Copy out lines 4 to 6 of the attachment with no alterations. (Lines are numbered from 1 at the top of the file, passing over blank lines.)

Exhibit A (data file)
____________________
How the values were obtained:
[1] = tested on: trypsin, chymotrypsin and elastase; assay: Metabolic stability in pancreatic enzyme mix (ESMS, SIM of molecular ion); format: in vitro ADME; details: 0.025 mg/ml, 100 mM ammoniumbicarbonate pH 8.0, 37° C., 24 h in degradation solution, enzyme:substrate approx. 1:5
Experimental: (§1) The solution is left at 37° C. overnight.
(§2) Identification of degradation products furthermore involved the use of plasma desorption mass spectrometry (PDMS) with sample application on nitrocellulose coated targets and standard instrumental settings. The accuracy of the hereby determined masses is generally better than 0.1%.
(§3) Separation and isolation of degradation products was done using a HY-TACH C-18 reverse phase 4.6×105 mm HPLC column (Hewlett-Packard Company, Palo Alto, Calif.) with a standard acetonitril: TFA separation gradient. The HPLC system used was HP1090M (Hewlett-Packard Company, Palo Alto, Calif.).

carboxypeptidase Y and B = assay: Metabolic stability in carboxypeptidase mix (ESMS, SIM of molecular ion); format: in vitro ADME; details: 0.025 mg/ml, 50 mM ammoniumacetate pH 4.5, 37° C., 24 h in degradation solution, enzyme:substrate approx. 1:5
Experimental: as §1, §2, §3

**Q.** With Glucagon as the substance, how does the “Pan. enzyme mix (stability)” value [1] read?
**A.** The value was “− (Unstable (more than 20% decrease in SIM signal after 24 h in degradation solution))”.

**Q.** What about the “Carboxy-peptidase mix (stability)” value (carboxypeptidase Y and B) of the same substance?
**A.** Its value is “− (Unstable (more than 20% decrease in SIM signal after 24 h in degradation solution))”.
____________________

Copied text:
(§2) Identification of degradation products furthermore involved the use of plasma desorption mass spectrometry (PDMS) with sample application on nitrocellulose coated targets and standard instrumental settings. The accuracy of the hereby determined masses is generally better than 0.1%.
(§3) Separation and isolation of degradation products was done using a HY-TACH C-18 reverse phase 4.6×105 mm HPLC column (Hewlett-Packard Company, Palo Alto, Calif.) with a standard acetonitril: TFA separation gradient. The HPLC system used was HP1090M (Hewlett-Packard Company, Palo Alto, Calif.).

carboxypeptidase Y and B = assay: Metabolic stability in carboxypeptidase mix (ESMS, SIM of molecular ion); format: in vitro ADME; details: 0.025 mg/ml, 50 mM ammoniumacetate pH 4.5, 37° C., 24 h in degradation solution, enzyme:substrate approx. 1:5